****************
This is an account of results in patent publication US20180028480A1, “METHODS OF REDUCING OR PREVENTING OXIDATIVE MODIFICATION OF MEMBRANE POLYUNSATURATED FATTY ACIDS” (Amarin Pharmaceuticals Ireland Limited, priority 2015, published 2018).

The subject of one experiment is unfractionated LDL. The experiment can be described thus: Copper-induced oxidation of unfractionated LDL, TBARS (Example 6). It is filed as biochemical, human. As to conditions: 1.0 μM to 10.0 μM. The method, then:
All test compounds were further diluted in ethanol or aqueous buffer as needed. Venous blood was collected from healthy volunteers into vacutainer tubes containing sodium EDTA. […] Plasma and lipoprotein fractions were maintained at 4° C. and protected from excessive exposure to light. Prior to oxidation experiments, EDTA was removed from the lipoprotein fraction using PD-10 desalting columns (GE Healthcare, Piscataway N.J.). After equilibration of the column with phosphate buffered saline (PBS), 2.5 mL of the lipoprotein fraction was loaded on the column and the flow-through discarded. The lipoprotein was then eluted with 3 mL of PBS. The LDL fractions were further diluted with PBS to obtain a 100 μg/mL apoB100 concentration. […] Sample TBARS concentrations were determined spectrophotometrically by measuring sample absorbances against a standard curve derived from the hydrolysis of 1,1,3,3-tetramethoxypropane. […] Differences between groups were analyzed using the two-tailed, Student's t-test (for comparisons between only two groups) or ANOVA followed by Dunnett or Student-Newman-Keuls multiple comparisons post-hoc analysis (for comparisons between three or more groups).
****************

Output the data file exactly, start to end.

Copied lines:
This is an account of results in patent publication US20180028480A1, “METHODS OF REDUCING OR PREVENTING OXIDATIVE MODIFICATION OF MEMBRANE POLYUNSATURATED FATTY ACIDS” (Amarin Pharmaceuticals Ireland Limited, priority 2015, published 2018).

The subject of one experiment is unfractionated LDL. The experiment can be described thus: Copper-induced oxidation of unfractionated LDL, TBARS (Example 6). It is filed as biochemical, human. As to conditions: 1.0 μM to 10.0 μM. The method, then:
All test compounds were further diluted in ethanol or aqueous buffer as needed. Venous blood was collected from healthy volunteers into vacutainer tubes containing sodium EDTA. […] Plasma and lipoprotein fractions were maintained at 4° C. and protected from excessive exposure to light. Prior to oxidation experiments, EDTA was removed from the lipoprotein fraction using PD-10 desalting columns (GE Healthcare, Piscataway N.J.). After equilibration of the column with phosphate buffered saline (PBS), 2.5 mL of the lipoprotein fraction was loaded on the column and the flow-through discarded. The lipoprotein was then eluted with 3 mL of PBS. The LDL fractions were further diluted with PBS to obtain a 100 μg/mL apoB100 concentration. […] Sample TBARS concentrations were determined spectrophotometrically by measuring sample absorbances against a standard curve derived from the hydrolysis of 1,1,3,3-tetramethoxypropane. […] Differences between groups were analyzed using the two-tailed, Student's t-test (for comparisons between only two groups) or ANOVA followed by Dunnett or Student-Newman-Keuls multiple comparisons post-hoc analysis (for comparisons between three or more groups).